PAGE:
A blog calls for a blogger to hold forth on whatever is top of mind at the time and for readers to chime in when and as they choose. Based on my experience with it on LinkedIn, I think it is a terrific communications medium. This is not a blog.
The Infinite Staircase purports to provide a Theory of Everything. From the outset, we know that this is impossible, so for its author to hold forth any further would simply be extending what is an already extended hubris. That would not serve anyone.
This is a forum
A forum is a place to debate ideas. The Infinite Staircase puts a large number of ideas in play, each with the author’s particular spin on it. Ideas deserve better than that. There are many spins to put on them. There are also many ideas not included in this book that need to get spun up in reaction to it. For obvious reasons, that can’t be my job. It has to be yours.
So, what’s the best way to make this work? I think there are several games to play here. Two that come immediately to mind are:
- You say . . . But I say . . . This starts with a brief quote from the book to locate your point of departure from it, and then goes on to present an alternative idea and to make the case for it. Such posts invite third parties to chime in on either side or to add further alternatives into the mix.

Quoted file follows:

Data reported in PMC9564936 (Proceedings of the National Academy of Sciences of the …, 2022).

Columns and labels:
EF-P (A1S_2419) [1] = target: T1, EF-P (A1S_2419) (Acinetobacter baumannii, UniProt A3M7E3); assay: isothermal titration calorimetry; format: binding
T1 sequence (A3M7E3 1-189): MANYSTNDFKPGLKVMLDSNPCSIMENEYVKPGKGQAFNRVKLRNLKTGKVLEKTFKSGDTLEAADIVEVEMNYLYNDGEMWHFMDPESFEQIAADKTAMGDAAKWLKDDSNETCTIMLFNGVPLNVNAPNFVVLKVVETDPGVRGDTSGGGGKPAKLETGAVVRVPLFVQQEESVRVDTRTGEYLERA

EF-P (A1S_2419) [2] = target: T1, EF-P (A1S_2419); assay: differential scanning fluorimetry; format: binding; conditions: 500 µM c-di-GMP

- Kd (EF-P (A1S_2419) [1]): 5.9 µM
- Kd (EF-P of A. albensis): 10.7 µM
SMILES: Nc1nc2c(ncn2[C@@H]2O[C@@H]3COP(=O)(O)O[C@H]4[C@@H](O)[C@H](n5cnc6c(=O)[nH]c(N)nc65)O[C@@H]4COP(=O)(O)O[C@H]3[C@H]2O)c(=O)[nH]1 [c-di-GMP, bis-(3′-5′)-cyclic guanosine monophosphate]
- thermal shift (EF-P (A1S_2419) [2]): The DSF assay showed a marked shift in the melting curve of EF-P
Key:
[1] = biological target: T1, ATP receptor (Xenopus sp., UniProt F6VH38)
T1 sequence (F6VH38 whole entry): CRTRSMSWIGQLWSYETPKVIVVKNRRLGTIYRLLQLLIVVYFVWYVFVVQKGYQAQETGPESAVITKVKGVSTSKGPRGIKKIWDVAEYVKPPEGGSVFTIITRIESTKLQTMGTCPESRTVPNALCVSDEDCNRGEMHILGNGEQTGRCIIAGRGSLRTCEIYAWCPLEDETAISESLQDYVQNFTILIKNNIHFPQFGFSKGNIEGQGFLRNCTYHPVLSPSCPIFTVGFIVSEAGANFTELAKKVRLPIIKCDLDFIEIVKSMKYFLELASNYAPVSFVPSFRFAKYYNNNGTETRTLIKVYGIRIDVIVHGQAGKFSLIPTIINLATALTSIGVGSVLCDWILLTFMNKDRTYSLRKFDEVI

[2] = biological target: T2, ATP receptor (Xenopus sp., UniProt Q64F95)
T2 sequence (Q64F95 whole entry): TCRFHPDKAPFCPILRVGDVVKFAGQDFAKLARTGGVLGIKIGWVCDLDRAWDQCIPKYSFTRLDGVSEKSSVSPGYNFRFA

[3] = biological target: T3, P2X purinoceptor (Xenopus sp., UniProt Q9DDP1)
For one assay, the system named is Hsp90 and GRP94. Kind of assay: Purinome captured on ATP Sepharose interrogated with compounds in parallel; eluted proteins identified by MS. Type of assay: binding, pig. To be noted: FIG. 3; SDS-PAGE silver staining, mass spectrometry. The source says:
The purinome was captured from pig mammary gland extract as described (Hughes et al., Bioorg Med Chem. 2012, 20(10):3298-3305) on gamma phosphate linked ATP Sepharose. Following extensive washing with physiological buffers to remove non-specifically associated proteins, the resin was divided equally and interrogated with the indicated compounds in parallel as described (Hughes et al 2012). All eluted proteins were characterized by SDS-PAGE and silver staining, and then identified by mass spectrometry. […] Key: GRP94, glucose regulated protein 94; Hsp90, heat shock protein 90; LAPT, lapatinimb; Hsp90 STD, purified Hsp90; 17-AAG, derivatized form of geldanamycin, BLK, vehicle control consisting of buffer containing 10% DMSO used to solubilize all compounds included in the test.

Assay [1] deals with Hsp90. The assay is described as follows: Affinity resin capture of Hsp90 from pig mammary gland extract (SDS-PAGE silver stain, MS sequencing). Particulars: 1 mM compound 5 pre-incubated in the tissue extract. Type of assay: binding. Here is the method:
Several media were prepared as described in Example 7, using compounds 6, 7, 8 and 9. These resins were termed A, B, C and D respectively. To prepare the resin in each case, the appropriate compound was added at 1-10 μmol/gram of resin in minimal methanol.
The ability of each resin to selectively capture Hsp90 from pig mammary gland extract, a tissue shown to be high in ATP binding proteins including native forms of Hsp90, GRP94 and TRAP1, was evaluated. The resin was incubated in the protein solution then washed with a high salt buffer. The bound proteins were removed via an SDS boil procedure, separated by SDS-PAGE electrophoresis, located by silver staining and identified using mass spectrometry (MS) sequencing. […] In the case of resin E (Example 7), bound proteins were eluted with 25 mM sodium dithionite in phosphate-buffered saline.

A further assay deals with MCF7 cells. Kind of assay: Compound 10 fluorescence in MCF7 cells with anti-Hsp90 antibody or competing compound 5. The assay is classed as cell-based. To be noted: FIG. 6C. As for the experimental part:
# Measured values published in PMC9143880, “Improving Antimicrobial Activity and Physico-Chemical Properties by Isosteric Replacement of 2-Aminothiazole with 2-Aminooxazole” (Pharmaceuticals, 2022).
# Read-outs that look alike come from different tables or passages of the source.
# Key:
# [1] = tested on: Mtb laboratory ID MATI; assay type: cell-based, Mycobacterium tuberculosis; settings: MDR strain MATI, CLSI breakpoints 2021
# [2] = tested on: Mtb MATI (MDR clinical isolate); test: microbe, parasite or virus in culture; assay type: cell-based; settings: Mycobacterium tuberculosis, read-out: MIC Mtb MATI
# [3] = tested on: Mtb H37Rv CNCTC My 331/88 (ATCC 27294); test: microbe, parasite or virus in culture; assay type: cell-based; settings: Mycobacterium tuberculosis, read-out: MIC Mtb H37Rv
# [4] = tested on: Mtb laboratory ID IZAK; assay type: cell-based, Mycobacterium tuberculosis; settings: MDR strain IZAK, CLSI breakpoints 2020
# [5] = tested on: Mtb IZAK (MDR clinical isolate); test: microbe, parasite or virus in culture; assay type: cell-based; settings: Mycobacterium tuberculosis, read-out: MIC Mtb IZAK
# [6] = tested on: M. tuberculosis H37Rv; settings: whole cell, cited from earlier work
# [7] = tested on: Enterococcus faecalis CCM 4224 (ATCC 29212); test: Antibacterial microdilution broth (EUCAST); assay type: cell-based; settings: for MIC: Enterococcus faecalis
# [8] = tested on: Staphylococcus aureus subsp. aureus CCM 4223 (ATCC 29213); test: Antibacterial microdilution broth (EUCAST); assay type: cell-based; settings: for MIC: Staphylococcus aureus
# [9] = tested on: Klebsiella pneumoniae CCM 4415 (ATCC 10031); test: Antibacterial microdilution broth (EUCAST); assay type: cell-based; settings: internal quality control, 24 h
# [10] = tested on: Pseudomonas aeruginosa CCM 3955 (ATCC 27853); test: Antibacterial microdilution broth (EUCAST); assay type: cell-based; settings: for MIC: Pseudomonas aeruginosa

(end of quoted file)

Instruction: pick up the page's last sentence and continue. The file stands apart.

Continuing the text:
- Stump the chump! In polite company, this is sometimes called Q&A, but let’s face it, anytime an author purports to provide a theory of everything, he is leaving himself open for any number of challenges. The idea here is to frame the challenge as a question, often a very pointed one, based again on a specific point of departure in the book. This can spark original dialog on many fronts, which is really the whole point of a forum.
Regardless of how well its arguments land with you, The Infinite Staircase is focused on two questions which I hope you see as being inherently worthy of continued discussion. The first is, how much of reality as we experience it can be effectively understood within a purely secular worldview? In our era, that worldview is being updated extensively at the bottom of the staircase, but it has not been updated materially at the upper levels. Is that OK? If not, what needs to be done? And the second inherently important question is, given a secular worldview, where does morality fit in? I offer a “mammalian” answer to this question, but surely there are other platforms as well, existentialism being one, not to mention a skeptical position that sees morality as an “epiphenomenon” that we are clinging to out of anxiety or insecurity. All told then, there is a lot to talk about. But as the closing image below makes clear, at this point in the game.